WARNING: Watch out for Pre-ticked Boxes When Purchasing Online

In a statement last Tuesday (June 19), the Consumers Association of Singapore (CASE) cautioned the public to look out for pre-ticked boxes when processing a transaction for purchases online.

According to the consumer watchdog, these boxes are used by businesses to gain consent from their consumers for additional services or purchases (goods or other products), or to send out marketing content and updates.

What consumers may not realize when they fail to uncheck these boxes, is that they will be required to make a separate request if they choose to decline or no longer wish to receive offers, goods and services specified in the pre-selected options.

By Khushnood7 – Own work, CC BY-SA 4.0

[Advisory] Watch Out for Pre-Ticked Boxes When Purchasing Online

Case in point, earlier this year, CASE received several complaints regarding Singapore Airlines’ (SIA) auto-inclusion of travel insurance. Many travellers shared that they are likely to overlook this kind of detail, and may end up paying for travel insurance which they did not specifically ask for or wish to have.

After CASE had made a collective report of such complaints to SIA, the company started to review their policies and decided to scrap out the auto-inclusion of the travel insurance feature from their website and instead, modified it as an optional feature, for the purpose of transparency and better documentation.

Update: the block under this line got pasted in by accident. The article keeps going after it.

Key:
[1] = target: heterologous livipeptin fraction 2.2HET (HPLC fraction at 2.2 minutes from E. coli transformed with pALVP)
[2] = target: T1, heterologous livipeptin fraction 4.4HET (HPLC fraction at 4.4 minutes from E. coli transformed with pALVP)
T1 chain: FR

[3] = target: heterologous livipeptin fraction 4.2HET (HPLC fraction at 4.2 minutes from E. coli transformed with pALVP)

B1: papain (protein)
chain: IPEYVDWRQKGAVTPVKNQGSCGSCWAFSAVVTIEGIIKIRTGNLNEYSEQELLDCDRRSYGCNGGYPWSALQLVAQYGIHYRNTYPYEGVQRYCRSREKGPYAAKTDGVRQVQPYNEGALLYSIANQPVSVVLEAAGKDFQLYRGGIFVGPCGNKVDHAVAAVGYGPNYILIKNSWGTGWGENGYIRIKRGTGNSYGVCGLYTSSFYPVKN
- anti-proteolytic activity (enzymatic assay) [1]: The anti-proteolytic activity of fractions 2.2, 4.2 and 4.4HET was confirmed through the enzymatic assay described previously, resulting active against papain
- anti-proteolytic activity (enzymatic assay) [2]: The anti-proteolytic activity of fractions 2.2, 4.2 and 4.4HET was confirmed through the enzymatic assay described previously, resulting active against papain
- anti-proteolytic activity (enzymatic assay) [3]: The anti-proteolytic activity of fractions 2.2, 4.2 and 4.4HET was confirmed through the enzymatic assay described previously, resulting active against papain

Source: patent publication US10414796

CASE had also reached out to other flight carriers such as Jetstar and Scoot to raise this issue. Scoot had modified its pre-selection of travel insurance to an optional feature starting May 31 while Jetstar, however, declined to make a similar modification, justifying that each of the pre-selected items have been designed to clearly draw the attention of customers through their unique booking flow. However, this is clearly unacceptable, according to CASE.

According to the consumer watchdog, it is unethical for businesses to use pre-ticked boxes because this does not freely allow consumers to give their consent in the transaction. Furthermore, this practice, if left unchecked, may set a standard for other industries to follow or continue doing.

While the matter had already been raised to relevant authorities for further study, CASE warns all consumers to review every transaction and to watch out for pre-ticked boxes and make sure that they unselect anything that they do not wish to avail or purchase.

As a precaution, CASE offers this simple advice: Thoroughly review every booking or transaction before checking out or making any final payment.